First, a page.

If the source and load are equal, the power dissipated in each will be equal. That means that you have to supply two watts for every watt that gets to the load - not too effective. Power supplies and amplifiers have very low source impedance in order to maximize efficiency, minimize the internal supply voltage and because it is easy to build them with really low source impedance, what with the very low on resistance of FETs and all that...

Now in audiophile circles they will talk about matching speakers with amplifiers, but this is a frequency response issue more than a load matching issue. It can also be do to the high inductance of certain speakers. Some amplifiers deal with the high inductance better than other amplifiers (is that really an also, or is it the same as frequency response... whatever).
posted by Chuckles at 12:52 PM on September 13, 2005

Resistance can be defined as the dissipating part of impedance, including power lost in the form of sound.

i'm sorry, but this is absolutely misleading information and the part in bold is totally and completely flat-out wrong.

impedance is a complex value; it has a real part and an imaginary part. the real part DOES reflect the dissipative losses - that is, the coil heating due to current flow.

the imaginary part represents the reactance, which has both capacitive and inductive components. in a speaker, the capacitance is negligible, and the inductance dominates.

any time you pass current through a loop (such as in the coil of a speaker) a magnetic field is induced along the coil's axis. a high inductance means that much of the kinetic energy of an alternating-current signal near the resonant frequency of the circuit is stored in the magnetic field.

if you introduce a permanent magnet near the coil, there will be an attractive or repulsive force between the coil and the magnet, depending on the orientation of the coil and magnet. if the coil is attached to a paper cone, this will drive a pressure wave in air, which carries away some of the energy stored in the coil's magnetic field.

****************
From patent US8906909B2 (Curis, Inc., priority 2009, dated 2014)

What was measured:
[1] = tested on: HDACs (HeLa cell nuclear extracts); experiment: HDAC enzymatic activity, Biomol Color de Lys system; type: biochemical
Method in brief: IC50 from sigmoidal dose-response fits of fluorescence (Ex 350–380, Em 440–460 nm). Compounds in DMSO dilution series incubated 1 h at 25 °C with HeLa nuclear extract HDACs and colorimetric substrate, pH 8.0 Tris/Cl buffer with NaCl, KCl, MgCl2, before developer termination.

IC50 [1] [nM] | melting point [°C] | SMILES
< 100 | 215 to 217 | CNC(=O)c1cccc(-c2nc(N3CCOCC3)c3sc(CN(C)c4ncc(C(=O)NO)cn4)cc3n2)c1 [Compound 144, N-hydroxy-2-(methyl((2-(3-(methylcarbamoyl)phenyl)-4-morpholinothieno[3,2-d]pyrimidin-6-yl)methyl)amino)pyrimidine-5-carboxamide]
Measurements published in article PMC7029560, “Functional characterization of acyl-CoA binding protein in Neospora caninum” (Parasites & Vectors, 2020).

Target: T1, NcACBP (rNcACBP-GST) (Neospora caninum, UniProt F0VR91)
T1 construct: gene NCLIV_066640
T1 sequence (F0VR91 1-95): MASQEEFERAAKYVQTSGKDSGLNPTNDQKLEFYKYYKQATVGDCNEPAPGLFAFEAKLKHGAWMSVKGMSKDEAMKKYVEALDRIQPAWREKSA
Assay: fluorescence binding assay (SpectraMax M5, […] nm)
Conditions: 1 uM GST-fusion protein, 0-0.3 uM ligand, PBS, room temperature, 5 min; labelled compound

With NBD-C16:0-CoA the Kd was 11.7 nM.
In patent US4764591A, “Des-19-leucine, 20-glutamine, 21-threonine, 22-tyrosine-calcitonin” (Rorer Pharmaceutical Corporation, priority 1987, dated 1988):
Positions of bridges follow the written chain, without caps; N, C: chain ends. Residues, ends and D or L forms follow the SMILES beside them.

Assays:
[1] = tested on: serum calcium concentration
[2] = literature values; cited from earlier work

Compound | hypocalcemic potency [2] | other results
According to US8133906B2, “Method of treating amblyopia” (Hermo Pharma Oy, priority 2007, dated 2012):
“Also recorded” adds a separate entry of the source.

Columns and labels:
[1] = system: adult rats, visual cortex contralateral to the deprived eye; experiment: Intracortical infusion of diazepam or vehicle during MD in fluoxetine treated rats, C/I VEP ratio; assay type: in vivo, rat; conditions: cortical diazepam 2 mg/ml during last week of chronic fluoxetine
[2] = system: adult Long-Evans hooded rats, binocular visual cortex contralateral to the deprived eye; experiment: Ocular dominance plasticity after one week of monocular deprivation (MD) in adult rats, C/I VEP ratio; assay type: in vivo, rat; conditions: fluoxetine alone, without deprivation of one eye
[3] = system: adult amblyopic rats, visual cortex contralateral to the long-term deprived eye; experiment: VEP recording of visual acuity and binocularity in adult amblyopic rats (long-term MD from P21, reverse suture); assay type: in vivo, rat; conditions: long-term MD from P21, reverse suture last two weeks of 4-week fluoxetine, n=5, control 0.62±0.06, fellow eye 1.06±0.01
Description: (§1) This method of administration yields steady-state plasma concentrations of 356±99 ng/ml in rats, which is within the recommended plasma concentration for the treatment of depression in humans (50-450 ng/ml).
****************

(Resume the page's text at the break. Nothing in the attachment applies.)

that energy comes from magnetic coupling through the coil to the current source. to the circuit this looks like an entirely inductive load. yes, the energy is ultimately dissipated and entropy increases, but that happens away from the circuit.

rajbot's right. i'm all for being helpful, but if you don't know what you're talking about, don't spread confusion by acting like you do. resistance CAN also be defined as cowshit on the moon, or betty grable's dentures, or two guys with fezzes, but unless you use the same definitions as everyone else, you'll make an ass out of yourself when you open your mouth.
posted by sergeant sandwich at 1:36 PM on September 13, 2005

sergeant sandwich is completely correct. The effective output resistance of the amp is milliohms, because of negative feedback. The amplifer is close to an ideal voltage source.

The part about matching impedance is relevent to RF.
posted by Rhomboid at 3:25 PM on September 13, 2005

sergeant sandwich and Rhomboid: